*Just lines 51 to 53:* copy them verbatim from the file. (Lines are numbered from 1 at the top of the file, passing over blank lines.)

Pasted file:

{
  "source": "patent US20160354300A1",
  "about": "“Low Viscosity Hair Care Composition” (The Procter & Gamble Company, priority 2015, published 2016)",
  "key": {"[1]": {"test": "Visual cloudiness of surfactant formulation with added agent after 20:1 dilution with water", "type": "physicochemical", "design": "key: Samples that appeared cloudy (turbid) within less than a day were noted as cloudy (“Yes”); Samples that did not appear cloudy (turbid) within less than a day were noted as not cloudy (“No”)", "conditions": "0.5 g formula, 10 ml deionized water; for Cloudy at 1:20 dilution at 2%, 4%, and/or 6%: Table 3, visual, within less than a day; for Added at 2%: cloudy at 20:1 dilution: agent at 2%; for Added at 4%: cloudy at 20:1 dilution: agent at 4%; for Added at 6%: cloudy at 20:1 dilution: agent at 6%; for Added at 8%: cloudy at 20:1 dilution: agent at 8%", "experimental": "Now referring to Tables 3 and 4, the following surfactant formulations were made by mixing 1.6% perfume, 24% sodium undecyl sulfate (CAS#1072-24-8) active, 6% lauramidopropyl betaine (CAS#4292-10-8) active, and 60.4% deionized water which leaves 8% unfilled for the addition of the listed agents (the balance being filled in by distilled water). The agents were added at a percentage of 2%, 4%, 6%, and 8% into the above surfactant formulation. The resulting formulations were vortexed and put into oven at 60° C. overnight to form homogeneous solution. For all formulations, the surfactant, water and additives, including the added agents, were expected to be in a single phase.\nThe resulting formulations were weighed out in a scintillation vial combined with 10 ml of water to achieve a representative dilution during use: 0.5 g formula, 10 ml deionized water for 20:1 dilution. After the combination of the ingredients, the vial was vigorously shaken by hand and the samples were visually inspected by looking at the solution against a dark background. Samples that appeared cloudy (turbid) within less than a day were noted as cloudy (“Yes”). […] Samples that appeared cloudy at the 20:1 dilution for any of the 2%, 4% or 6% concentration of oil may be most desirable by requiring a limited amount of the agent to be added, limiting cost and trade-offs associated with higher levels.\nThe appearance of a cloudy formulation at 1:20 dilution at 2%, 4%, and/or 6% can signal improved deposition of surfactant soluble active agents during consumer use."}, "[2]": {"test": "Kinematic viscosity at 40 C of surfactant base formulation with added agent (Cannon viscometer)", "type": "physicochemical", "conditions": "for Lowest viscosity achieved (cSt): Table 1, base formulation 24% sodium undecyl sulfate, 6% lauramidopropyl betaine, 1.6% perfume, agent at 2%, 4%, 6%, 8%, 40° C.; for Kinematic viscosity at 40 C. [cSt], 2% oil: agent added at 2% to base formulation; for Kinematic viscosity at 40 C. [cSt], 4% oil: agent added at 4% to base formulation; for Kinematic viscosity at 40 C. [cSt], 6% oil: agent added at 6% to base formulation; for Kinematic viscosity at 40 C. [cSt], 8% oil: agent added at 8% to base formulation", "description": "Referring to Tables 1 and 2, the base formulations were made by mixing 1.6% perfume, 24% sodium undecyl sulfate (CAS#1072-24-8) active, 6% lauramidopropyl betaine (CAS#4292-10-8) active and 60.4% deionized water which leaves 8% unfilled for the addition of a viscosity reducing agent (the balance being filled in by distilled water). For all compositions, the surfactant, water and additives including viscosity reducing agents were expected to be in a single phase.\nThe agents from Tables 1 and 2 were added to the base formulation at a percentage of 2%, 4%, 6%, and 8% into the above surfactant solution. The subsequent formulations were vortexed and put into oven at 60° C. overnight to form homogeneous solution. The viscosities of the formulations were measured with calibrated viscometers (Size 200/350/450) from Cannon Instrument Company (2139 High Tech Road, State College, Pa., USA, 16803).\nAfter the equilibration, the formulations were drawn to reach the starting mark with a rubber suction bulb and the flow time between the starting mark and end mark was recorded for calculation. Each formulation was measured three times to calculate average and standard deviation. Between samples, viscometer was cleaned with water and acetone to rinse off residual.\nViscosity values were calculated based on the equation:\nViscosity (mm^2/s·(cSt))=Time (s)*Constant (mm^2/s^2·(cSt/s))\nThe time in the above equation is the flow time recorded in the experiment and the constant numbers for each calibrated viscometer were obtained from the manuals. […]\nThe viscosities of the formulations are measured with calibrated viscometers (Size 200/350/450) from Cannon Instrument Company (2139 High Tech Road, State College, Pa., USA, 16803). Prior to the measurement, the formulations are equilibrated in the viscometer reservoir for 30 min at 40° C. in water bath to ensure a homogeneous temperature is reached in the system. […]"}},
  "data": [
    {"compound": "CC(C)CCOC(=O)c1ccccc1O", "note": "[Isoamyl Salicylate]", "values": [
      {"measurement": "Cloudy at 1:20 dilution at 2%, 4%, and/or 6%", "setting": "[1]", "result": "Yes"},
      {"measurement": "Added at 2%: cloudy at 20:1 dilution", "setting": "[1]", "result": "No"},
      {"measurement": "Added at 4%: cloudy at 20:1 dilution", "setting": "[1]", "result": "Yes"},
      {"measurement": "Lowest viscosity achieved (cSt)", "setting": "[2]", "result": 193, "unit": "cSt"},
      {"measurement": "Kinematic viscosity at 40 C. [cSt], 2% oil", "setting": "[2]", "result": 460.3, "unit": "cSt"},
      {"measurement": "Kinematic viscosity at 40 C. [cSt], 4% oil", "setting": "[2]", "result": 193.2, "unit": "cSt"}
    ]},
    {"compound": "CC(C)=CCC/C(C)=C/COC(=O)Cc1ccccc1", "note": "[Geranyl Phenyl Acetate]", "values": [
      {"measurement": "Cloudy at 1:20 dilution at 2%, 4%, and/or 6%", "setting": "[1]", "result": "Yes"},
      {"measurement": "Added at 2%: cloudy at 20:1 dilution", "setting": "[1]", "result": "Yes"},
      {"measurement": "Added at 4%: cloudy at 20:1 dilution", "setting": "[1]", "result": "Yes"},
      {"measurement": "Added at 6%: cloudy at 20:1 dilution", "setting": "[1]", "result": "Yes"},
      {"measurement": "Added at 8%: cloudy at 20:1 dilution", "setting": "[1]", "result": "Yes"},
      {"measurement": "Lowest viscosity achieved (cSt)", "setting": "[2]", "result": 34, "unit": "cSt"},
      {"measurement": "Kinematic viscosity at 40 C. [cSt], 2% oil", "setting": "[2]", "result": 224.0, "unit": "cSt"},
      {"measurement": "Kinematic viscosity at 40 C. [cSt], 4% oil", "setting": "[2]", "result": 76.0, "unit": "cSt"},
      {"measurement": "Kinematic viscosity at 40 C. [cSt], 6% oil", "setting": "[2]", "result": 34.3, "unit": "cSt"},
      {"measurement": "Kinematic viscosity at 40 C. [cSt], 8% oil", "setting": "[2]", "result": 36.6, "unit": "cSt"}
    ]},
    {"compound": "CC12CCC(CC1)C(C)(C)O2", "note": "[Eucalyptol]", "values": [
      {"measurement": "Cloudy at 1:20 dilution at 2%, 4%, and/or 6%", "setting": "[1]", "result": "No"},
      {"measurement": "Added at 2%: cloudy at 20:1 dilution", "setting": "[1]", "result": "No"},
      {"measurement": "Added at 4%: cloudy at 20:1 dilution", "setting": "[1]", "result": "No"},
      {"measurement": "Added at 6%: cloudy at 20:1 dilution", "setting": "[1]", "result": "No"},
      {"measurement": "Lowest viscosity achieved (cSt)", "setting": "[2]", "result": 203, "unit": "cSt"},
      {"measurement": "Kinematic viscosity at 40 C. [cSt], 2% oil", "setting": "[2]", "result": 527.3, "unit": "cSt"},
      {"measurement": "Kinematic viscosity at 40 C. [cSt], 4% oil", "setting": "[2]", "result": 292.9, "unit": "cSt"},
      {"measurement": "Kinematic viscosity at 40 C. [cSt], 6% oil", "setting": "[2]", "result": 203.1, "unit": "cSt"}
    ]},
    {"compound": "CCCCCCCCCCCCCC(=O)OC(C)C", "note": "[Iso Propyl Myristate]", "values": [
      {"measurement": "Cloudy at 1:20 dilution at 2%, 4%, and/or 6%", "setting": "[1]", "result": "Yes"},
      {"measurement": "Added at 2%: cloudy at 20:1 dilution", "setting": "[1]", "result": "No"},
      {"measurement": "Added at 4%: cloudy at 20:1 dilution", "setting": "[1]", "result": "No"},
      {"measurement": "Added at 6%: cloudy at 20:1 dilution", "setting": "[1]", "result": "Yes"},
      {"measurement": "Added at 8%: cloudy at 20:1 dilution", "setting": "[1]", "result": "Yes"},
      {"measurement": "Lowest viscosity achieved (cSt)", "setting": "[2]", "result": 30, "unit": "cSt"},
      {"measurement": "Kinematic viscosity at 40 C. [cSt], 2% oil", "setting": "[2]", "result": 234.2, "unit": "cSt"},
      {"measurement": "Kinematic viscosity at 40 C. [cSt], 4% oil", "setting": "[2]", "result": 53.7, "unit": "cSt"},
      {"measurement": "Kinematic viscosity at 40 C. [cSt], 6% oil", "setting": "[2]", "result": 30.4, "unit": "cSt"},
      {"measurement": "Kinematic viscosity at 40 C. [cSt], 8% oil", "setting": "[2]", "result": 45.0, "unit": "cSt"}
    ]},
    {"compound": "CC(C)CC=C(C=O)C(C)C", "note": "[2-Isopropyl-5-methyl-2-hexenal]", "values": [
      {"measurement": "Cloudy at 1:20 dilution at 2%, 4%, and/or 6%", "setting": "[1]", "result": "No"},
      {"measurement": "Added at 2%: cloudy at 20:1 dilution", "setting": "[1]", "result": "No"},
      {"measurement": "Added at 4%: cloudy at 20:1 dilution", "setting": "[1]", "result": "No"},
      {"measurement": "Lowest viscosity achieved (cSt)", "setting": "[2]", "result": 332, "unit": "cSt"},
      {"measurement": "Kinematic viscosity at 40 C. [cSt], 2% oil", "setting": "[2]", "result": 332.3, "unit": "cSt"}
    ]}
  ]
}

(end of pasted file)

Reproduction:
      {"measurement": "Added at 4%: cloudy at 20:1 dilution", "setting": "[1]", "result": "No"},
      {"measurement": "Lowest viscosity achieved (cSt)", "setting": "[2]", "result": 332, "unit": "cSt"},
      {"measurement": "Kinematic viscosity at 40 C. [cSt], 2% oil", "setting": "[2]", "result": 332.3, "unit": "cSt"}